Hunkeler’s mother thought the strange occurrences were related to the death of an aunt who taught the boy how to use a Ouija board to communicate with spirits.
USA Today Network/Sipa USA

In March of 1949, the family’s minister, Rev. Luther Schulze, wrote to Duke University’s Parapsychology Lab about what was going on with Hunkeler, detailing how “chairs moved with him and one threw him out [of it]. His bed shook whenever he was in it.” The reverend also cited the family’s stories of tables overturning, their floors being “scarred from the sliding of heavy furniture” and, in one, how a “picture of Christ on the wall shook” when Hunkeler was nearby.

The boy’s mother feared it was related to their recently deceased Aunt Tillie, a spiritualist who had taught Hunkeler how to use a Ouija board to communicate with the spirit world, according to Sword’s podcast. Using records, Sword’s colleague Kenny Biddle found that Hunkeler had a paternal aunt named Mathilda Hendricks.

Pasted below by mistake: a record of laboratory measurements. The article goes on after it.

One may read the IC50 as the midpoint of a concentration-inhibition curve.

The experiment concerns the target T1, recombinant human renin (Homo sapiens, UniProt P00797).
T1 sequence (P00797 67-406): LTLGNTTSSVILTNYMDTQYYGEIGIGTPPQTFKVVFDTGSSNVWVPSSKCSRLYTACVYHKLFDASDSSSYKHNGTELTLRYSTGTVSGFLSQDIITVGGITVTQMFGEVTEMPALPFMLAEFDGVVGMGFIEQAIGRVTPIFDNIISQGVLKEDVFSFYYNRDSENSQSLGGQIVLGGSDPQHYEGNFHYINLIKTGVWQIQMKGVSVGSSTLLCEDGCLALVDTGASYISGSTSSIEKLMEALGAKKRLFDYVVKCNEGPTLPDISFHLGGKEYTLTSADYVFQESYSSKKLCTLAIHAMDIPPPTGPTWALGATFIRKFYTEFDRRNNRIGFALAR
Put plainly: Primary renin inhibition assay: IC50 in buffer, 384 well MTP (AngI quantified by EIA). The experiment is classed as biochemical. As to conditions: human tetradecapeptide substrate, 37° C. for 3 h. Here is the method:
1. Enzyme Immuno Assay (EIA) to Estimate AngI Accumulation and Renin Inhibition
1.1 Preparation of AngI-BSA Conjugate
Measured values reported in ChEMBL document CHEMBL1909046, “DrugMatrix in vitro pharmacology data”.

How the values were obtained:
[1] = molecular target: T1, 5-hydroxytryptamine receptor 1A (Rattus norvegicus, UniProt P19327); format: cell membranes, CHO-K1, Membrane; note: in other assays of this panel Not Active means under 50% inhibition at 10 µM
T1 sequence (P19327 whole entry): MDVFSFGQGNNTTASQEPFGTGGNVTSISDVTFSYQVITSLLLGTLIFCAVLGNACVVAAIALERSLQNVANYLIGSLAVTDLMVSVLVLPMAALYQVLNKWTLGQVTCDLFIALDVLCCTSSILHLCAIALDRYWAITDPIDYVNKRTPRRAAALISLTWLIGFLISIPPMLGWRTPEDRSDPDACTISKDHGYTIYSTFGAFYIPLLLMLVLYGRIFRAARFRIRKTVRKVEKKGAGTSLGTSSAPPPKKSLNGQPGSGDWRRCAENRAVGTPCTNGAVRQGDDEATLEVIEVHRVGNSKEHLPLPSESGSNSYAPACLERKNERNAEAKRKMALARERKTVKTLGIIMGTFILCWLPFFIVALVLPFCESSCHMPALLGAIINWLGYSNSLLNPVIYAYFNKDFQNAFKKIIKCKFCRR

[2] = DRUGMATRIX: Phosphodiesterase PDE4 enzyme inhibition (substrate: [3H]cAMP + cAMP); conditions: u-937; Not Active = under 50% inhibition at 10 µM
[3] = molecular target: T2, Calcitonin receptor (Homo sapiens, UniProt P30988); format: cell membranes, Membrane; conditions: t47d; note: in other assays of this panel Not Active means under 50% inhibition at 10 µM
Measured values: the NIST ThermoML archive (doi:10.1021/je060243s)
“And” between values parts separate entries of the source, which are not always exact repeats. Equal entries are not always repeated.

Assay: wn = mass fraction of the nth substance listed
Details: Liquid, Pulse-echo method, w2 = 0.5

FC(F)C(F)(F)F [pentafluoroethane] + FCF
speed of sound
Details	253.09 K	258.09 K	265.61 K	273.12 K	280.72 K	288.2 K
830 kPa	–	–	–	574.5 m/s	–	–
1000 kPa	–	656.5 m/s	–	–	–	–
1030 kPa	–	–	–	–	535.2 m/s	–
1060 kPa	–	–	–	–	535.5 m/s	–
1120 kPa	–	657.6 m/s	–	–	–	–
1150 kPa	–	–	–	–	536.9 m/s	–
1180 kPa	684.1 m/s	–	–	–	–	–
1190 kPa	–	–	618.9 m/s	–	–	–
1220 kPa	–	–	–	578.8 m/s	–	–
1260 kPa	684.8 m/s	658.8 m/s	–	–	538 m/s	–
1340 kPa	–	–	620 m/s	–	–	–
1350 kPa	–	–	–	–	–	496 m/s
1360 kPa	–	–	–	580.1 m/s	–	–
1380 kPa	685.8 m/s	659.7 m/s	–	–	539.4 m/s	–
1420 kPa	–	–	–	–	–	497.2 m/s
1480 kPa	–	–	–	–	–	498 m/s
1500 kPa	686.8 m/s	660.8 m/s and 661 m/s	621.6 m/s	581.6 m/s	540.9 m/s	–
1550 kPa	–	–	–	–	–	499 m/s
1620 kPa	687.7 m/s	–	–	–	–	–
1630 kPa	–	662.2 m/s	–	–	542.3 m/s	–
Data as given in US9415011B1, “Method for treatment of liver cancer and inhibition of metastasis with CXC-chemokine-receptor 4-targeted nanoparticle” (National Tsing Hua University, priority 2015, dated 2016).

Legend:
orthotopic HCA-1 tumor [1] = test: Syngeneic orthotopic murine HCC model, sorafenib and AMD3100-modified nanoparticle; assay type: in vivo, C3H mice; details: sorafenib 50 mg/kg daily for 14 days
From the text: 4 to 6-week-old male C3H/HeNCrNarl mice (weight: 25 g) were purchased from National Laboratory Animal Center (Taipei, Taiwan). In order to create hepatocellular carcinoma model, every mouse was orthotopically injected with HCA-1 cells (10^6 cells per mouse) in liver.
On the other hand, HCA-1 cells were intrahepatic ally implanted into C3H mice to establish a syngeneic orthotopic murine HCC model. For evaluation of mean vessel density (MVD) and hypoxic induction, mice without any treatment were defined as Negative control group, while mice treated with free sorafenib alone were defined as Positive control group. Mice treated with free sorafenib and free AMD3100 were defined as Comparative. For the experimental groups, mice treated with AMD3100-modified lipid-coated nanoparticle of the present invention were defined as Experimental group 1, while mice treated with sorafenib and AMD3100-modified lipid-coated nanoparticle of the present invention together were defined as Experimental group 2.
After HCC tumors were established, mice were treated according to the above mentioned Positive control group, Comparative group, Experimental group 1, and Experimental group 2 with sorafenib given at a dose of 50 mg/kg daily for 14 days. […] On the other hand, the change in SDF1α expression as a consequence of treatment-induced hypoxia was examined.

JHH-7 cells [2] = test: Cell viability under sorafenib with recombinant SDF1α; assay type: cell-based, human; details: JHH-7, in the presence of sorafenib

After Hunkeler underwent a series of medical and psychological tests, which failed to find anything abnormal, his family sought out religious leaders, beginning with a Protestant pastor.

Priests noted rhythmic scratching, walls shaking and items being thrown across the room when they prayed over Hunkeler — and many of the incidents were recreated for “The Exorcist” (above).

“The family was Lutheran and they went through all the stages you see in the film: They went to doctors, clinics and finally went back to their own pastor in the Lutheran church, who recommended they see a priest,” the movie’s director, William Friedkin, told Entertainment Weekly in 2012.